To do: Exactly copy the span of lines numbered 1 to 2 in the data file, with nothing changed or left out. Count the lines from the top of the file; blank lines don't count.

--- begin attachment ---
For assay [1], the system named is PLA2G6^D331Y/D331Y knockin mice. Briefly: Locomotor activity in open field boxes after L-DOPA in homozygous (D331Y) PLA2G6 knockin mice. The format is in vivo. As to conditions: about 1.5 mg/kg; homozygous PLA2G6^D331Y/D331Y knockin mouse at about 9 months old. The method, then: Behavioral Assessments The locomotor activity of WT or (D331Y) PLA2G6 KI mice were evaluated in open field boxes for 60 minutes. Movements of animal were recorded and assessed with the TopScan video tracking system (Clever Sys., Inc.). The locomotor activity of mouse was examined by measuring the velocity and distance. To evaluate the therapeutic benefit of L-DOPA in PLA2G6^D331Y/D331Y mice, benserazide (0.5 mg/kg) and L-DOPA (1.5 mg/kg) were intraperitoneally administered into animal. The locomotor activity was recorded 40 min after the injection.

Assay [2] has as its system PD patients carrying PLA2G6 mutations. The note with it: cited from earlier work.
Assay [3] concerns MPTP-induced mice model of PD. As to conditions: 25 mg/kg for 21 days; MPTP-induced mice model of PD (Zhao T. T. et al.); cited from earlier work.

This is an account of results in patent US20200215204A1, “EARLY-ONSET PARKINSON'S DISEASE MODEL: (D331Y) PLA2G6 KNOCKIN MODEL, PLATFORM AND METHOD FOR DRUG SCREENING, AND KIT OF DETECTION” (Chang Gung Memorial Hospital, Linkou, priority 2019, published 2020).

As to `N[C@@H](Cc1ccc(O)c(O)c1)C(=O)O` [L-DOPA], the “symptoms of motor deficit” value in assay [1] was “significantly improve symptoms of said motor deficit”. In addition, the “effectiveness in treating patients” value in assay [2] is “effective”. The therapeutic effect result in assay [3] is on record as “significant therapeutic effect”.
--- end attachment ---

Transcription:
For assay [1], the system named is PLA2G6^D331Y/D331Y knockin mice. Briefly: Locomotor activity in open field boxes after L-DOPA in homozygous (D331Y) PLA2G6 knockin mice. The format is in vivo. As to conditions: about 1.5 mg/kg; homozygous PLA2G6^D331Y/D331Y knockin mouse at about 9 months old. The method, then: Behavioral Assessments The locomotor activity of WT or (D331Y) PLA2G6 KI mice were evaluated in open field boxes for 60 minutes. Movements of animal were recorded and assessed with the TopScan video tracking system (Clever Sys., Inc.). The locomotor activity of mouse was examined by measuring the velocity and distance. To evaluate the therapeutic benefit of L-DOPA in PLA2G6^D331Y/D331Y mice, benserazide (0.5 mg/kg) and L-DOPA (1.5 mg/kg) were intraperitoneally administered into animal. The locomotor activity was recorded 40 min after the injection.

Assay [2] has as its system PD patients carrying PLA2G6 mutations. The note with it: cited from earlier work.